dear.decoeur at gmail dot com

kqedscience:

10 Planetary Facts for Earth Day 2014Astronomer Phil Plait has put together some fun facts about our planet in honor of today’s Earth Day, such as, “What does the Earth have that no other planet we know of has? A lot of water on the surface - nearly a third of the planet.”Read more at Slate - and Happy Earth Day!
View high resolution

kqedscience:

10 Planetary Facts for Earth Day 2014

Astronomer Phil Plait has put together some fun facts about our planet in honor of today’s Earth Day, such as, “What does the Earth have that no other planet we know of has? A lot of water on the surface - nearly a third of the planet.”

Read more at Slate - and Happy Earth Day!

(via npr)

food52:

How do you take your coffee? With panda, of course.

(Panda Latte Art on Food Gifs)

(via valpalerieyu)

canvaspaintings:

WATERCOLOR Print - FEATHER ART -  Feather No.17 - Limited edition painting by Lorisworld by lorisworld (10.00 USD) http://ift.tt/1dKCBfK View high resolution

canvaspaintings:

WATERCOLOR Print - FEATHER ART - Feather No.17 - Limited edition painting by Lorisworld by lorisworld (10.00 USD) http://ift.tt/1dKCBfK

No matter what, nobody can take away the dances you’ve already had.
— Gabriel García Márquez  (via prettypeachpeonies)

(Source: policymic, via prettypeachpeonies)

vintageanchorbooks:

On this day in 1910 Mark Twain died in Redding, Connecticut, aged seventy-four. Despite an undercurrent of doubts and dark thoughts, Twain swept along through his last years as the Mississippi to the sea: guests to his seventieth birthday banquet took home his foot-high bust, New York City pedestrians and English royalty lined up to meet him, thousands filed past his casket to see him in his last white suit — “as much an enigma and prodigy to himself,” says one biographer, as he was to them.  “Death, the only immortal who treats us all alike, whose pity and whose peace and whose refuge are for all — the soiled and the pure, the rich and the poor, the loved and the unloved.” — Mark Twain, Memorandum written on his deathbed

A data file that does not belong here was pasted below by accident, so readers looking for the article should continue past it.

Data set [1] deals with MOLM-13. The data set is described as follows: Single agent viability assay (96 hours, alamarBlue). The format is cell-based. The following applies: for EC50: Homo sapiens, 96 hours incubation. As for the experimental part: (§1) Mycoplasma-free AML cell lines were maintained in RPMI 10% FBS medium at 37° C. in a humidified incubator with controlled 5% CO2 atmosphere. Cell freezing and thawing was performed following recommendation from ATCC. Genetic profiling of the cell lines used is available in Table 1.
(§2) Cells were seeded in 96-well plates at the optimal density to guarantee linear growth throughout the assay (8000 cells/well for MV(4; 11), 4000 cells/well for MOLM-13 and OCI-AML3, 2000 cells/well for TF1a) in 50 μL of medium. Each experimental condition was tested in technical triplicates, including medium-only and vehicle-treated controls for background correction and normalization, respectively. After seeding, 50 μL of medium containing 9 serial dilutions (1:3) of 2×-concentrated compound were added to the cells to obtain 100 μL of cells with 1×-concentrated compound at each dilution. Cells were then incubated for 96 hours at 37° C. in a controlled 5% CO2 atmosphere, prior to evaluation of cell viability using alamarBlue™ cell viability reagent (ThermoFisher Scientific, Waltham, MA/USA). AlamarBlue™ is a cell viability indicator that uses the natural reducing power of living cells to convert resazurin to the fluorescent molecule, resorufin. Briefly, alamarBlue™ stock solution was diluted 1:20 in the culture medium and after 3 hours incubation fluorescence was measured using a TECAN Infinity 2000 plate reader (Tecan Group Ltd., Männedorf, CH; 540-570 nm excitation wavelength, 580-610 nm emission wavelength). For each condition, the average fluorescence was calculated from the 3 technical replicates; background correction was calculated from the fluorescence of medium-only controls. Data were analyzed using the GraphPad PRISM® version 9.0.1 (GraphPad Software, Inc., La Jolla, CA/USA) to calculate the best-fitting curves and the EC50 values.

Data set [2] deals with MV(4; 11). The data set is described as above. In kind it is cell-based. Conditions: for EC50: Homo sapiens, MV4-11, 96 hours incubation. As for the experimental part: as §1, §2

vintageanchorbooks:

On this day in 1910 Mark Twain died in Redding, Connecticut, aged seventy-four. Despite an undercurrent of doubts and dark thoughts, Twain swept along through his last years as the Mississippi to the sea: guests to his seventieth birthday banquet took home his foot-high bust, New York City pedestrians and English royalty lined up to meet him, thousands filed past his casket to see him in his last white suit — “as much an enigma and prodigy to himself,” says one biographer, as he was to them.

“Death, the only immortal who treats us all alike, whose pity and whose peace and whose refuge are for all — the soiled and the pure, the rich and the poor, the loved and the unloved.”
— Mark Twain, Memorandum written on his deathbed

Ultralite Powered by Tumblr | Designed by:Doinwork
counter to Flickr